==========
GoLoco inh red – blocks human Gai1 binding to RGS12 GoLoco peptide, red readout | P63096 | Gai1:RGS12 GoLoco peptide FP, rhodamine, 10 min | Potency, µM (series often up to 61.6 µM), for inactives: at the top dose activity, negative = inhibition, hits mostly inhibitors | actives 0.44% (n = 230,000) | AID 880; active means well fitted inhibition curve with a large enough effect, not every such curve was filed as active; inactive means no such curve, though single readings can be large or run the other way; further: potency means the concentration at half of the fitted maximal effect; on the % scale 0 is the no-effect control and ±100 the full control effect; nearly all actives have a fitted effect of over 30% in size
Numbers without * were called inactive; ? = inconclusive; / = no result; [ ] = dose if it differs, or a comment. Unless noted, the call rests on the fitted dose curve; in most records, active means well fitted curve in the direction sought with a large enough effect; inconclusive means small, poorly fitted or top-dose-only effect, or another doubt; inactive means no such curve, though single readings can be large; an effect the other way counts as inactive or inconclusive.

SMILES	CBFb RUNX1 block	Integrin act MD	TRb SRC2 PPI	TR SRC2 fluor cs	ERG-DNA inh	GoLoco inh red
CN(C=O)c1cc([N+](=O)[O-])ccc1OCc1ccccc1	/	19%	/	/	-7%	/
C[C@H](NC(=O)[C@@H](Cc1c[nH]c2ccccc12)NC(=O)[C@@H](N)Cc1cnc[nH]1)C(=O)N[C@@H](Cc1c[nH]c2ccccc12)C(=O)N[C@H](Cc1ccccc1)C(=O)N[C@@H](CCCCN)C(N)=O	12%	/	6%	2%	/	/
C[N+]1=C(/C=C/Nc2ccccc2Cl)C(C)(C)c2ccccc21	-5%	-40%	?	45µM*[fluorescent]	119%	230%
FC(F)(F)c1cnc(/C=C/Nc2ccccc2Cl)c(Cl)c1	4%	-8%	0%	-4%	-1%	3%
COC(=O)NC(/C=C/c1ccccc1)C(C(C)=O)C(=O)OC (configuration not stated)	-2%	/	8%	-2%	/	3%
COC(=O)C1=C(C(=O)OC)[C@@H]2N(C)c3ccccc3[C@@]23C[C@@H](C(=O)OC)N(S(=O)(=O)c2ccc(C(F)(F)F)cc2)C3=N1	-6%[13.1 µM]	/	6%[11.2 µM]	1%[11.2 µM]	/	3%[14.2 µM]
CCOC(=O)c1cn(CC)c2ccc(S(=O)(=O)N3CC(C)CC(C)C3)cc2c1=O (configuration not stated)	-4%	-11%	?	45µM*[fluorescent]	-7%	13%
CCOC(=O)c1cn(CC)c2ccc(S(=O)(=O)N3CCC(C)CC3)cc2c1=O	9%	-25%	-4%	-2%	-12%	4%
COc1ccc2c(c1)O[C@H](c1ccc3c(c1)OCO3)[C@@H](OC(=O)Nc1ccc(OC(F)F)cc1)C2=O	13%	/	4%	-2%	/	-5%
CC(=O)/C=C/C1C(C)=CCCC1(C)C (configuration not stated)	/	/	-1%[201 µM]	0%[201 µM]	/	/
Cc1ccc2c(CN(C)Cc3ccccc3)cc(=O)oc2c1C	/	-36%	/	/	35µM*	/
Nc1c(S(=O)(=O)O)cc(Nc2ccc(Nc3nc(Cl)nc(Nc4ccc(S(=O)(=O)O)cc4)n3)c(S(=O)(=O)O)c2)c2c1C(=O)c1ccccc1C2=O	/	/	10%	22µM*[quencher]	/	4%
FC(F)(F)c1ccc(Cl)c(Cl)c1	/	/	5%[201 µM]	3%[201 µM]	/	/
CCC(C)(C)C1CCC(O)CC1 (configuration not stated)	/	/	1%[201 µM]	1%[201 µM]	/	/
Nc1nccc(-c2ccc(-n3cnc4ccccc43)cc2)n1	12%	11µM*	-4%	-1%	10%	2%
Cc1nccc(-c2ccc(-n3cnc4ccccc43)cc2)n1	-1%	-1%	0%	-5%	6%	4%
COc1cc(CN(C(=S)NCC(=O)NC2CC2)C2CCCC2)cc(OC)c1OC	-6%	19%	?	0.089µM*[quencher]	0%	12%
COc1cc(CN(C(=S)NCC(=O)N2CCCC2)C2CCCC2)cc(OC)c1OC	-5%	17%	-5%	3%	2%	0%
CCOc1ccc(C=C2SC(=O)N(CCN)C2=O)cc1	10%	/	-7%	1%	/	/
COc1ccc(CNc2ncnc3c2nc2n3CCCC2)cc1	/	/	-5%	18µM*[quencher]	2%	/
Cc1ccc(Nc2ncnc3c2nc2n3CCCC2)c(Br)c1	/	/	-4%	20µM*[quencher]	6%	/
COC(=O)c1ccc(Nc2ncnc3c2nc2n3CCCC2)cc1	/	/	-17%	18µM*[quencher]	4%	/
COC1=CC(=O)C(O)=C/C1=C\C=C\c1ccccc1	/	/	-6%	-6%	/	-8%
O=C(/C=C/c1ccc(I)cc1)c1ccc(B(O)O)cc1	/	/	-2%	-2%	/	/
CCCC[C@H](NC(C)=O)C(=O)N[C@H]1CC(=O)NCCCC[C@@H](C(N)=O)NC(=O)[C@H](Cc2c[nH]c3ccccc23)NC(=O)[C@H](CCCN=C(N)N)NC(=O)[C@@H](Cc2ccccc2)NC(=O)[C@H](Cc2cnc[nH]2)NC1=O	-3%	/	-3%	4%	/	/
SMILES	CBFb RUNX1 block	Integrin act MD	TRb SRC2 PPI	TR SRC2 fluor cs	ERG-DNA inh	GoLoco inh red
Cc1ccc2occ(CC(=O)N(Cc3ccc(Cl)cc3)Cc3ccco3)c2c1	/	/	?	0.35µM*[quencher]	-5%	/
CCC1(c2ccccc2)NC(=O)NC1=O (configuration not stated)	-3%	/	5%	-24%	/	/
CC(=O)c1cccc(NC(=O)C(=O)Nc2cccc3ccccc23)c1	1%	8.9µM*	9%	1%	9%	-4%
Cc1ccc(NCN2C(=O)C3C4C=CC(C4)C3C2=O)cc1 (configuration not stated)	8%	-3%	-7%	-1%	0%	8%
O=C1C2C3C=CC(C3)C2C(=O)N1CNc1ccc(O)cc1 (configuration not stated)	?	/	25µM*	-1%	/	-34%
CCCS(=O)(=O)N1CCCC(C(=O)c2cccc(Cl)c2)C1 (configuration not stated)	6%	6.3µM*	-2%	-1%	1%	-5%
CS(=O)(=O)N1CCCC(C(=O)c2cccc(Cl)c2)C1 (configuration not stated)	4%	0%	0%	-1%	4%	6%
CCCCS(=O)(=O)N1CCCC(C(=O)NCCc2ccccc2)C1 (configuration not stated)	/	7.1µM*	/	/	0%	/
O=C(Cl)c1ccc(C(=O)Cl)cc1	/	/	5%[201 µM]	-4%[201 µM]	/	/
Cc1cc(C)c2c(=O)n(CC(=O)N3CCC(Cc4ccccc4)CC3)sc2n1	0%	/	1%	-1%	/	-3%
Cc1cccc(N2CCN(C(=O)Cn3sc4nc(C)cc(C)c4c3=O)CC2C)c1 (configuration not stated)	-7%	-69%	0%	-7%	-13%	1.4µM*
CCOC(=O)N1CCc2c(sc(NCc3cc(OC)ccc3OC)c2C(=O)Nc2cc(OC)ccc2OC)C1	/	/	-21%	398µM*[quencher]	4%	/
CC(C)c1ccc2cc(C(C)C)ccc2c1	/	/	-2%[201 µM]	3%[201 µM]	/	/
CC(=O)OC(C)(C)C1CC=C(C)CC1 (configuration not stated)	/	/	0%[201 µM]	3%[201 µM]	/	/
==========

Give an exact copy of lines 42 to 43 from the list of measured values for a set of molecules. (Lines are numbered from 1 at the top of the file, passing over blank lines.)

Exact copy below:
CC(C)c1ccc2cc(C(C)C)ccc2c1	/	/	-2%[201 µM]	3%[201 µM]	/	/
CC(=O)OC(C)(C)C1CC=C(C)CC1 (configuration not stated)	/	/	0%[201 µM]	3%[201 µM]	/	/